Locate service areas as shown in the applicable physical development plan and screen unattractive views. Provide vehicular access to service areas, keeping in mind that the points where pedestrian walkways cross the vehicular access should be visible to vehicular traffic.

Locate mechanical equipment within the building envelope. Avoid prefabricated penthouses and exposed mechanical equipment. Laboratory and other potentially hazardous exhausts mounted on the open rooftop must be given special consideration to reduce the impact of their appearance.

When mechanical equipment must be externally located above grade, group the equipment appropriately and screen the elements informally with plant materials and/or masonry walls that are integrated with the design of the building. Design the condition to minimize the impact of noise and/or exhaust.

Locate loading dock facilities and pedestrian drop-off areas away from building air intake and exhaust louvers to minimize the impact of vehicle/building exhaust and other unpleasant odors.

Locate air intake and exhaust louvers to assure proper function and appropriate indoor air quality. Any design should carefully consider the existing conditions that may impact the proper function of the louvers. Integrate louvers and other related mechanical elements with the architecture of the building. Top of Page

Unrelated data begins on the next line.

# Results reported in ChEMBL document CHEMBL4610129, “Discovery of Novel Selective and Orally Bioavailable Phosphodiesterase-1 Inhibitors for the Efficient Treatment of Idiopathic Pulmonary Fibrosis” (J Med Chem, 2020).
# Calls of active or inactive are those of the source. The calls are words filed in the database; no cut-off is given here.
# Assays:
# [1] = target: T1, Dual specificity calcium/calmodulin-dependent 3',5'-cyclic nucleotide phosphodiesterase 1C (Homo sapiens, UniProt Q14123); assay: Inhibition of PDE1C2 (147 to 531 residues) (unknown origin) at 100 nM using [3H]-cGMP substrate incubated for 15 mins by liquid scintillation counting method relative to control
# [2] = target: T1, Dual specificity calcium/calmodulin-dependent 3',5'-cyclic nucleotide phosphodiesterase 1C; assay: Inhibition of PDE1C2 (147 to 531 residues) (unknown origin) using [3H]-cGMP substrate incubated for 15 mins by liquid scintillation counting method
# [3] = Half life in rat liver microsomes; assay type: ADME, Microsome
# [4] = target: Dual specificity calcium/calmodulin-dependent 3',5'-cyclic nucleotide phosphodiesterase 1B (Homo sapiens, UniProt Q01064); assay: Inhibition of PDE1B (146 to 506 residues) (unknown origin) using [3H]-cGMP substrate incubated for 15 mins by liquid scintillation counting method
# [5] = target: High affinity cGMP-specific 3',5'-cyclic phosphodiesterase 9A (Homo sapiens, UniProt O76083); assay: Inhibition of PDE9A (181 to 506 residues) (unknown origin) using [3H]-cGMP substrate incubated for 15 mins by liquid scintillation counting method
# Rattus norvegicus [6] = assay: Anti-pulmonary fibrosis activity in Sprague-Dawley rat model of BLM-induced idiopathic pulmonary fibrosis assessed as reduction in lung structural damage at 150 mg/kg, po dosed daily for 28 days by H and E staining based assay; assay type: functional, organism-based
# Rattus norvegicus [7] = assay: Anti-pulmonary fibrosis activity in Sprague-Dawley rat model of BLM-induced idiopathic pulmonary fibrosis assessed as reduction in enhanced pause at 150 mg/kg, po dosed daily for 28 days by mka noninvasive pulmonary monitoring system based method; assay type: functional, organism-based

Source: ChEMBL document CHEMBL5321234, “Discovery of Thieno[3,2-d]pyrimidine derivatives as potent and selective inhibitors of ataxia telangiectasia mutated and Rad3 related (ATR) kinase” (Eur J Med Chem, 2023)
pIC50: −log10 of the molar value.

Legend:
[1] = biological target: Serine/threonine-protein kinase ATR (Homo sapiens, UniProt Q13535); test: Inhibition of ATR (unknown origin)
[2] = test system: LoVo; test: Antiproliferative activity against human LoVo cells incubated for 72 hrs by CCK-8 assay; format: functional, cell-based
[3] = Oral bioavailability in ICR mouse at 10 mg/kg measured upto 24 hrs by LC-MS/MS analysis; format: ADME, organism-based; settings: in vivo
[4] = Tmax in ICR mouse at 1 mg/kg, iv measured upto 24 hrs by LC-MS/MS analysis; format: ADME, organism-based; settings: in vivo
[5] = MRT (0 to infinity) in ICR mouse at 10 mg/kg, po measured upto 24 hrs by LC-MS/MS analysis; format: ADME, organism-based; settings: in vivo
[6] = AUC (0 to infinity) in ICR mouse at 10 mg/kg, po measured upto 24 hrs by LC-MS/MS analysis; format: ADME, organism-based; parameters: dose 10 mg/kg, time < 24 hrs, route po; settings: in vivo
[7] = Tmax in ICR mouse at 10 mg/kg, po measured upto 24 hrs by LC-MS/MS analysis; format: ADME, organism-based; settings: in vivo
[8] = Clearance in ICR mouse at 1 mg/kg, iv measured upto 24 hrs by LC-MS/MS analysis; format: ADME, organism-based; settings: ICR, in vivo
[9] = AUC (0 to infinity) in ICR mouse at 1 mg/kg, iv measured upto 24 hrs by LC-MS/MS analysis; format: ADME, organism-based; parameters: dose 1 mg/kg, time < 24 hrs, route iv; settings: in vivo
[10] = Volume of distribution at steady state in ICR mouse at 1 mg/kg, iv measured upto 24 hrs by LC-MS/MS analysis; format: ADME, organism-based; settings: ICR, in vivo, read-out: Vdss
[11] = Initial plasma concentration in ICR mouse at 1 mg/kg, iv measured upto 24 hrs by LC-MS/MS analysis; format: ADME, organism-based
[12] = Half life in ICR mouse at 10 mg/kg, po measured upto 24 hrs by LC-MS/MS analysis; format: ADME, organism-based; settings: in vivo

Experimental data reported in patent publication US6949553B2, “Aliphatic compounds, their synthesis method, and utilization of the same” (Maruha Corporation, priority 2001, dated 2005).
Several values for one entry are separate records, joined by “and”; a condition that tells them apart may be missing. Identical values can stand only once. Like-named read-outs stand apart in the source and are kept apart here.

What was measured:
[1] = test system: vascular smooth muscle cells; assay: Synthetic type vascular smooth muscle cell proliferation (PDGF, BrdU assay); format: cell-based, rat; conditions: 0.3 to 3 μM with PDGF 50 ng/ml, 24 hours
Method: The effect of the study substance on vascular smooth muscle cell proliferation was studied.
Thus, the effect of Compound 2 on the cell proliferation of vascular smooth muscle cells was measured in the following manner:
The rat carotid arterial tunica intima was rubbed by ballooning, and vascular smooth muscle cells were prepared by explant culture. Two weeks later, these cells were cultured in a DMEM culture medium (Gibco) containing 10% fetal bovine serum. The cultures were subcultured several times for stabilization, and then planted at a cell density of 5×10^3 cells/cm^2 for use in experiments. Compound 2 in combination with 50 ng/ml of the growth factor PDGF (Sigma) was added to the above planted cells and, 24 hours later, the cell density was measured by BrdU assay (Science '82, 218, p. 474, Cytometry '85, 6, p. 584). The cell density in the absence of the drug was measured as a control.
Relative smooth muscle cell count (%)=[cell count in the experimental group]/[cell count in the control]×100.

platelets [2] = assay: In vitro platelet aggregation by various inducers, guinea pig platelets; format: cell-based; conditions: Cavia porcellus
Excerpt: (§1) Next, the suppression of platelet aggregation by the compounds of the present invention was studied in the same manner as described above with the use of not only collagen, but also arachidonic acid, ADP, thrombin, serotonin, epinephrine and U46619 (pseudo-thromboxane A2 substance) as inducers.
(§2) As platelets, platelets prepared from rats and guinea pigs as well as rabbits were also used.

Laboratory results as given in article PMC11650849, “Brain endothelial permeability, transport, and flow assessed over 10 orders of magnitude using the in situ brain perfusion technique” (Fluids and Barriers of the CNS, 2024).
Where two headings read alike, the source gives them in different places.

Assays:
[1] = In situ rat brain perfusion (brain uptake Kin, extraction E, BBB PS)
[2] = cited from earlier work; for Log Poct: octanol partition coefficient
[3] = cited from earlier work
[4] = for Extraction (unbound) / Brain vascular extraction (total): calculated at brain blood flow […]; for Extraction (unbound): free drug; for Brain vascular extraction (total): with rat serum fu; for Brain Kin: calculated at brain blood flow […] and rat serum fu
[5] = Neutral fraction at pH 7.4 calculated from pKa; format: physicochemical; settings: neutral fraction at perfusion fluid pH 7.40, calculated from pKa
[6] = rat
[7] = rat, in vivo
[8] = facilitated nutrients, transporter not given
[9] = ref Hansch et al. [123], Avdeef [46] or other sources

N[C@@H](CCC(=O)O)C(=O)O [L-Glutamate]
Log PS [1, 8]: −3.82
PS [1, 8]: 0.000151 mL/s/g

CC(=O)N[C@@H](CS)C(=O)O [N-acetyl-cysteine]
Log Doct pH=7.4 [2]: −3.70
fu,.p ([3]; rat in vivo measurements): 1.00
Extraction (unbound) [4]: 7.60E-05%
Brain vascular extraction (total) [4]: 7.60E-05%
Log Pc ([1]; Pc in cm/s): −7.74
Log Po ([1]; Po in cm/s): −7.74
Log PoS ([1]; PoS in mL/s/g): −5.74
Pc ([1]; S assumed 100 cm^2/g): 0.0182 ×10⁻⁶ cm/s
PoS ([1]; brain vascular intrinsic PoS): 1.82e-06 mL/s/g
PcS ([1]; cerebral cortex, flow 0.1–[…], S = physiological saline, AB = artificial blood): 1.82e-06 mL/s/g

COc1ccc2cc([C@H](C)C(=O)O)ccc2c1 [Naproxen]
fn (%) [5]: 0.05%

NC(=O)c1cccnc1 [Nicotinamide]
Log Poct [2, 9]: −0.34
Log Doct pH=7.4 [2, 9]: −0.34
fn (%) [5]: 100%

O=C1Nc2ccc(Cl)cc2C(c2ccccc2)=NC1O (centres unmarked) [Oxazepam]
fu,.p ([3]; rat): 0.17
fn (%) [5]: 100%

Utilities are essential to the operation of a campus, providing water, electricity, gas, air conditioning or heating and carrying away wastes and storm water. In spite of their importance, utilities should not dictate the visual quality of the human environment. A definite cost factor is involved with the location, screening, and maintenance of utility systems. While it is hard to translate improvement in quality of life into dollars, it is necessary to allocate adequate consideration and funding for the proper treatment of utilities. The following paragraph contains some suggested techniques to mitigate the visual impact of utilities at a reasonable cost.

Locate all ground-mounted utilities in unobtrusive locations, near buildings or site walls if possible. Screen all utility structures with informal landscaping, fences or screen walls that are integrated with the building design. When possible, locate compatible utilities underground in common banks. When it is necessary to place utilities lines above the ground, use the same transmission pole system, follow existing building lines, mirror existing utility lines, or follow the edges of tree lines. Consider the existing plant materials when locating utilities and the minimize damage to them during installation and operation.

Utility Service and Corridors

All new utility service on any campus should be placed underground. As new construction or upgrading of existing utilities occur, efforts should be directed to placing existing overhead utilities below grade. Where new primary services must be extended from off-campus locations and cannot be located underground, they should be placed to avoid highly visible locations or areas of frequent public use.